“The violent act of a fan is sad, but what is even worse is the reaction of those who do not see it as harassment.”

These issues have gone unchallenged for too long and a group of 52 female Brazilian sports reporters have decided enough is enough.

#DeixaElaTrabalhar: A #MeToo Movement for Female Sports Reporters

The hashtag, #DeixaElaTrabalhar (in Portuguese) translating to “Let Her Work” has been the slogan of the campaign, which began after Dealtry’s Facebook post went viral. The group started off small with only eight women who formed a WhatsApp messaging group after coming together through Dealtry’s post. After only two weeks, the group grew to 52 members who decided to create a campaign video highlighting their own experiences with harassment on the job.

Another member of the group and columnist for ESPNW, Bibiana Bolson, spoke to many news outlets, including BBC and The Guardian, hoping to further spread the message on a global scale. Bolson herself has had experiences with sexual harassment in the workplace, including receiving hateful messages — specifically ones about rape. Buzzfeed News asked Bolson about harassment in sports environments and she stated that is it extremely “common” (Buzzfeed News 2018). She expresses:

“We figured out that most of us had the same story. Every single day we have to handle the jokes, the comments, even the decisions that sometimes are not taking based on meritocracy, but with a little bit of sexism. It’s important that we feel safe in stadiums, working with sports fans’ support, and we want more legal support about it”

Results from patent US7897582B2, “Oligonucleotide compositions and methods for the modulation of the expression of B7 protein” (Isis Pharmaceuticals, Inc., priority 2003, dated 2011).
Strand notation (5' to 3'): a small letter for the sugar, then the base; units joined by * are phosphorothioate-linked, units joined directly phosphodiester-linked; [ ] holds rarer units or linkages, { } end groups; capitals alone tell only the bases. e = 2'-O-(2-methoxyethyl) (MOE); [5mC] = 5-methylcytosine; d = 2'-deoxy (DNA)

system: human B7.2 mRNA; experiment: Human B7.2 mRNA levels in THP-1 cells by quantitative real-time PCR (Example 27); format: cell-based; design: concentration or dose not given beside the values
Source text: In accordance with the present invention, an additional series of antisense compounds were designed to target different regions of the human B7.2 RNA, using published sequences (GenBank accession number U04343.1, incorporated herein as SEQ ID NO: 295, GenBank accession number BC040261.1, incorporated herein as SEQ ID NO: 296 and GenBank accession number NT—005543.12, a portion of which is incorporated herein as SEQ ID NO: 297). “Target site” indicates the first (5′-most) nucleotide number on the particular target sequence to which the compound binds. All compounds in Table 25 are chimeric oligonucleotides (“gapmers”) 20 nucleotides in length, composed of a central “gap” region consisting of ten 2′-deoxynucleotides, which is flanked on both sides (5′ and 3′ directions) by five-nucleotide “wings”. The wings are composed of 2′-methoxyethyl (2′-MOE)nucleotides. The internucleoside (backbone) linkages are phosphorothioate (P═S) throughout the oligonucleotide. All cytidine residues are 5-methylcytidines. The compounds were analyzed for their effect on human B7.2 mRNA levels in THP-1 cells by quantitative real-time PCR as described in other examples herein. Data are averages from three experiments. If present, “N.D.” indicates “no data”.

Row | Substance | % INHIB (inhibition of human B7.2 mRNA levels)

Female Underrepresentation and Society’s Lack of Accountability

During my time studying aspects of journalism at university, I have been made aware of the significant sexism and large underrepresentation of women in news and sports workplaces. There is a small amount of women in any workplace in comparison to men, but society pressures us to believe sports are meant for men. Many people still do not view women as individuals with sport knowledge and therefore take to mansplaining or shaming. Even women who have established their career path as a sports journalist/reporter and proved they have just as much knowledge as their male colleagues are continuously doubted. A presentation done by Professor Tammy Crawford from WSU discussed shocking statistics of women in sport media.

As of 2014, 90 per cent of editorial roles, 90 per cent of assistant editorial roles, 88 percent of columnists…are men (The Daily Evergreen 2017).